40 Many Americans are not getting enough magnesium. Deficiencies can cause irritability, seizures, delirium, depression, abnormal heart rhythms, spasms of the coronary arteries, anemia, blood clots, abnormal blood pressure, and even death. Where do you get this vital nutrient?--whole grains, fruits, dark-green leafy vegetables, nuts, and, best, raw cacao.
41 Results from two major studies involving tens of thousands of subjects--one in the UK (University of Leads, 2007), the other in the U.S. (Nurses’ Health Study, 2006)--suggest that the more red meat a woman eats the more she is at risk for breast cancer, regardless of her age. Suspected culprits include saturated fat, growth hormones fed to cattle, heme iron (only in red meat), and heterocyclic amines (carcinogens produced during the cooking process).
42 When faced with a flock of spent hens, an egg farmer may choose to induce production again by way of a forced molt--accomplished with starvation and water deprivation for periods of up to two weeks. No U.S. law prevents this heinous practice. Some major U.S. producers have phased it out but then need to bring twice the number of hens into production for the same number of eggs.
43 Fish make vibratory sounds with various “calls” that researchers have identified as communicating alarm and aggravation. They possess fully formed nervous systems as well as complex social behaviors. They are also capable of learning complicated tasks. British researchers discovered in 2003 that fish have the cerebral mechanisms to feel pain. As one animal activist once put it, “Fish are not merely vegetables that can swim.”
44 In America today, only four companies slaughter 59 percent of all the hogs, only four companies slaughter over 83 percent of all the cattle, and only two companies slaughter nearly 60 percent of all the chickens. At the farm level, the trend over recent decades has been for many fewer operations to produce many more animals. In 1967, for example, there were over a million hog farms. By 1998, the number fell to 114,000. The trend has funneled many of America’s farmers into contract, or franchise-like, arrangements that strictly take choices about herd densities, feed, and veterinary care away from them. The changes have ushered in a polluted landscape, a host of new pathogens, and a hell on Earth for the animals.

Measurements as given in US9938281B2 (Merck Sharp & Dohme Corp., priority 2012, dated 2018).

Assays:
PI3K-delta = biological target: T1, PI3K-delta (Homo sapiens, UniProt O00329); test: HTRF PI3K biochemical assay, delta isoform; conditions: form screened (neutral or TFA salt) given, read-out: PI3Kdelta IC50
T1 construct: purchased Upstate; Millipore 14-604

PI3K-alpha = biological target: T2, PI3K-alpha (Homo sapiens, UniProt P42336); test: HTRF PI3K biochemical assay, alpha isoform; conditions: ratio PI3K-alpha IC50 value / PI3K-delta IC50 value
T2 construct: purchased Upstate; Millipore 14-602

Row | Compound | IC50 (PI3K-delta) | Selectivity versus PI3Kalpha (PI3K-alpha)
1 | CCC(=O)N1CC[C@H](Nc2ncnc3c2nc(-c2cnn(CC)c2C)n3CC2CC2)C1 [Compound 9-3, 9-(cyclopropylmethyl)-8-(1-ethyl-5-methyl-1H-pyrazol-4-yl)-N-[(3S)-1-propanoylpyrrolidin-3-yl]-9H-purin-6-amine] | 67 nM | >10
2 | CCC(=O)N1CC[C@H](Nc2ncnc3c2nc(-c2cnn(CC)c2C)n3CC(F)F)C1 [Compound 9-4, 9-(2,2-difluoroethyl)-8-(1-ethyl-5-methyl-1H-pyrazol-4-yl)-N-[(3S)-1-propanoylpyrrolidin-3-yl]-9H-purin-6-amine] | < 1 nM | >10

45 The 18th century philosopher Jeremy Bentham challenged the world about animals with his famous quandary: “The question is not, Can they reason? nor, Can they talk? but, Can they suffer?”. Curiously, science is every day discovering that in fact animals do all three: reason, communicate, and suffer. The differences between animals and humans are being blurred with every revelation. Man’s closest relatives share over 98 percent of our DNA, and all animals, including man, are related by a common ancestor. Today’s question must now be, can we humans use our known capacity for logic, communication, and empathy to take animals off our plates?
46 Arsenic has been a common additive in factory chicken feed for nearly 50 years. It is used to kill parasites, reduce stress, and promote growth in the birds. The practice has long been deemed safe. Recently, however, scientists have found that the substance turns carcinogenic rather quickly after application. Arsenic-imbued manure becomes toxic to the environment when spread as fertilizer. The risk for those who ingest the meat of treated birds is, in fact, worse than once thought, particularly since exposure to arsenic is cumulative and people are eating three times the chicken they once did in the 1960s.
47 If you like the idea of being welcome at the places where your food is produced, don’t count on your not-so-local poultry grower allowing you, the consumer, to view his massive sheds of monocultured birds any time soon. Without natural immunities that could otherwise be acquired by outdoor life, his flocks need to be protected from the slightest infection. When operators are even slightly lax in applying rigorous measures of “biosecurity,” a case of the sniffles in one bird can escalate to a mass outbreak, forcing a giant cull involving millions of birds.
48 Smithfield Foods, the largest pork producer in the world, slaughtered 27 million pigs in 2005. Pound for pound this number represents, in equivalent human weight, the combined population of the 32 largest U.S. cities yet only 26 percent of all the pigs that are slaughtered in the country as a whole. North Carolina’s pigs alone emit the waste-equivalent of 40 million people, and essentially none of it is treated.